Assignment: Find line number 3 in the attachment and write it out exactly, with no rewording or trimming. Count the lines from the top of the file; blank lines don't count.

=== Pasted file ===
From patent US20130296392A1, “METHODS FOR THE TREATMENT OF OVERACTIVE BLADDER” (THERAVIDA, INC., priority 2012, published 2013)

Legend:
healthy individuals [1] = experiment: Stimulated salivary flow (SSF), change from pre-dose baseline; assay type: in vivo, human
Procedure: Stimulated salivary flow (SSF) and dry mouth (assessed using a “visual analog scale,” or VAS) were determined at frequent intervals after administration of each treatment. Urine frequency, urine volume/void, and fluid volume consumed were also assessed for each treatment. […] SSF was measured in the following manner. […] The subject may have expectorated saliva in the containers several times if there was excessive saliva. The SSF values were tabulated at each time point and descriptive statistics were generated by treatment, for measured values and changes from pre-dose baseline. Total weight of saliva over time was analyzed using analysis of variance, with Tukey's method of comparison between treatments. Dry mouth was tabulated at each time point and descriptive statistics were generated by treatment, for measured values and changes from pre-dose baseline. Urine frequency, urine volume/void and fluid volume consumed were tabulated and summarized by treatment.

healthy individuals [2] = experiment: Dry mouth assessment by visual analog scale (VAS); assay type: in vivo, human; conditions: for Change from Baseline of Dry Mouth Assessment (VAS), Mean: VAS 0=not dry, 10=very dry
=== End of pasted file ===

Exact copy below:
healthy individuals [1] = experiment: Stimulated salivary flow (SSF), change from pre-dose baseline; assay type: in vivo, human